26. In this long-term process of capacity building, the Bahá’í community has devoted nearly a decade and a half to systematizing its experience in the teaching field, learning to open certain activities to more and more people and to sustain its expansion and consolidation. All are welcome to enter the community’s warm embrace and receive sustenance from Bahá’u’lláh’s life-giving message. No greater joy is there, to be sure, than for a soul, yearning for the Truth, to find shelter in the stronghold of the Cause and draw strength from the unifying power of the Covenant. Yet every human being and every group of individuals, irrespective of whether they are counted among His followers, can take inspiration from His teachings, benefiting from whatever gems of wisdom and knowledge will aid them in addressing the challenges they face.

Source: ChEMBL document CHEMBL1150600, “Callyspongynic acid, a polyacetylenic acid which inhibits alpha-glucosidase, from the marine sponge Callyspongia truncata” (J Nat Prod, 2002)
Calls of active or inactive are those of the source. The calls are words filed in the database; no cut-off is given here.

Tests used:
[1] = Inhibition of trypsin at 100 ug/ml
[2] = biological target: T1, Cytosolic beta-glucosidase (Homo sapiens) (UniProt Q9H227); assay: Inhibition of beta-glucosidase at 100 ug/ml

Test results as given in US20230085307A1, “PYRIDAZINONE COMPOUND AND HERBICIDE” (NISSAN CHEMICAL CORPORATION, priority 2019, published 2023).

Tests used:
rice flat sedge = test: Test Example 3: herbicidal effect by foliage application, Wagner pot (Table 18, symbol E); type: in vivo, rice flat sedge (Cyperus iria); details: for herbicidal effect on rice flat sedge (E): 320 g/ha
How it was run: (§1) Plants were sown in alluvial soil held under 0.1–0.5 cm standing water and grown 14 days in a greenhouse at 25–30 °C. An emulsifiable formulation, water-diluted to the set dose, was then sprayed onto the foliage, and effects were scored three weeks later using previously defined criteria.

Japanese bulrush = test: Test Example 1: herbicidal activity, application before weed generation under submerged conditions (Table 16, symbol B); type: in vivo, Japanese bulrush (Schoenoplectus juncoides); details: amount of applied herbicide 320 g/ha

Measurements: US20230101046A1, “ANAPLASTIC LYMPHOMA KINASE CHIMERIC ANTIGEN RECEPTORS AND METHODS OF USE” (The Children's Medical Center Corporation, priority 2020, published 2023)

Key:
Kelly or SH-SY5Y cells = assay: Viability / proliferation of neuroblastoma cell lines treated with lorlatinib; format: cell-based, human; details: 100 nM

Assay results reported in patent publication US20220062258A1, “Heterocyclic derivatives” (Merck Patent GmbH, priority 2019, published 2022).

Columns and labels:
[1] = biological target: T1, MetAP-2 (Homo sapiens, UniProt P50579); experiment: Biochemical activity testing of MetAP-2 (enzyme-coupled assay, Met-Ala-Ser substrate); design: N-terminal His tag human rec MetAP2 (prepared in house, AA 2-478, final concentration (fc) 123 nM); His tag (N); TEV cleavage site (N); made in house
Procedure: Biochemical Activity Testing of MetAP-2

30. Effective social action serves to enrich participation in the discourses of society, just as the insights gained from engaging in certain discourses can help to clarify the concepts that shape social action. At the level of the cluster, involvement in public discourse can range from an act as simple as introducing Bahá’í ideas into everyday conversation to more formal activities such as the preparation of articles and attendance at gatherings, dedicated to themes of social concern—climate change and the environment, governance and human rights, to mention a few. It entails, as well, meaningful interactions with civic groups and local organizations in villages and neighbourhoods.